Stocks Fail to Hold Gains Despite Strong Earnings
Equity markets returned to focuses on earnings as two technology powerhouses beat on both the top and bottom line. While Apple (NASDAQ:AAPL) and Facebook (NASDAQ:FB) took the spotlight, economic data continues to show mixed results. Tax receipts are coming in strong than expected, which will likely lead to a surplus for the government in April.
While many focused on Facebook and its ability to enhance earnings with mobile revenues, Apple surprised the street will better than expected results along with a buy back and 7:1 stock split.
Apple reported that net income grew 7% to $10.2 billion, on earnings per share of $11.62 and revenues rose 4.7% to $45.6 billion. Result were driven by much better than expected revenues from iPhones in the quarter, coming in at 43.7 million units versus expectations that ranged as low as 36.5 million units. Apple's Q3 guidance shows that the Q3 will not be quite as robust as Q2. The company is guiding to $36 to $38 billion in revenues; margins of 37% to 38%; expenses of $4.4 to $4.5 billion; and a tax rate of 26.1%.
Facebook added to the technology exuberance in the tech sector with Q1 results that comfortably beat expectations. Profit almost tripled on year to $642 million, EPS was $0.34 and revenue soared 71.2% to $2.5B. Once again, earnings were driven by mobile ad sales, which rose 19% on quarter. Expectations were for earnings of 0.24 cents per share.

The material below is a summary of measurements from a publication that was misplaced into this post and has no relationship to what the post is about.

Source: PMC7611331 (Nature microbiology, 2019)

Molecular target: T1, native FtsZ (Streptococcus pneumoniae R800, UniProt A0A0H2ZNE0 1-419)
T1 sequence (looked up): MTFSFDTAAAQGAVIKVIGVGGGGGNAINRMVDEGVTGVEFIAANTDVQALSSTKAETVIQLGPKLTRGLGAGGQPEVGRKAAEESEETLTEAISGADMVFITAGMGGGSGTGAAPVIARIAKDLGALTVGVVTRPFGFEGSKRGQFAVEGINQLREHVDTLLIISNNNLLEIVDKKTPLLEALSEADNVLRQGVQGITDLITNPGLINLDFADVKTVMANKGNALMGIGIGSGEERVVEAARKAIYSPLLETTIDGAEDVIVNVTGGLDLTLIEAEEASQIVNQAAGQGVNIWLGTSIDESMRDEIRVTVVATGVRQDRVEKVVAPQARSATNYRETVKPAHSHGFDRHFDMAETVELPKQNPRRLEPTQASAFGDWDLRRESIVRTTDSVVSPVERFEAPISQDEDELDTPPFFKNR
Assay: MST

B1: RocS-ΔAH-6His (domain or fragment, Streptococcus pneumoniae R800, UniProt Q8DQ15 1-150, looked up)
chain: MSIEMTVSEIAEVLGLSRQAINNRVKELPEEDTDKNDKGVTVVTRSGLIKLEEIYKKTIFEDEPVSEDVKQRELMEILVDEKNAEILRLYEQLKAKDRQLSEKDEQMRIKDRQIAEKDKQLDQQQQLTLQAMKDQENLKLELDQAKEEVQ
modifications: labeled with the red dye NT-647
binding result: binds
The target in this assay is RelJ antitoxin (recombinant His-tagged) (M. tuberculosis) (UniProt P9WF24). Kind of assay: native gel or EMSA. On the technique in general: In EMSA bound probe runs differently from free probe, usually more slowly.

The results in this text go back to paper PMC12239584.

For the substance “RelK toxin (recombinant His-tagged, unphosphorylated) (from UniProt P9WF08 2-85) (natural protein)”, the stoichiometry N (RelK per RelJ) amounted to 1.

U.S. durable goods orders rose 2.6% in March from a revised 2.1% rebound in February. This compared to a 1.9% increase expected by economists. Transportation orders climbed 4.0% after rising 6.7% in, with nondefense aircraft up 8.6%. Excluding transportation, orders surged 2.0%. Nondefense capital goods orders excluding aircraft rebounded 2.2% after a 1.1% drop in February. Inventories rose 0.5%.
Mortgage lending declined to the lowest level in 14 years in the first quarter as homeowners pulled back sharply from refinancing and house hunters showed little appetite for new loans, the latest sign of how rising interest rates have dented the housing recovery.
Lenders originated $235 billion in mortgage loans during the January-March quarter, down 58% from the same period a year ago and down 23% from the fourth quarter of 2013, according to industry newsletter Inside Mortgage Finance.
The climb in mortgage rates has also hindered new home sales. Over the past 12-months, the 30-year fixed mortgage has climbed 1%. In 2014, rates have increased 0.25%, and currently stand near 4.3%.
Daily tax receipts from the Treasury indicate a respectable 9% year over year receipt rise for April to $445 billion, from the $407 billion tally from 2013. Given an expected $315 billion outlays total in April, analysts expect a $130 billion budget surplus in April.
Next week investors will continue to focus on earnings but their attention will turn to economic data such as the ISM manufacturing report, the ADP employment report and Friday's employment report.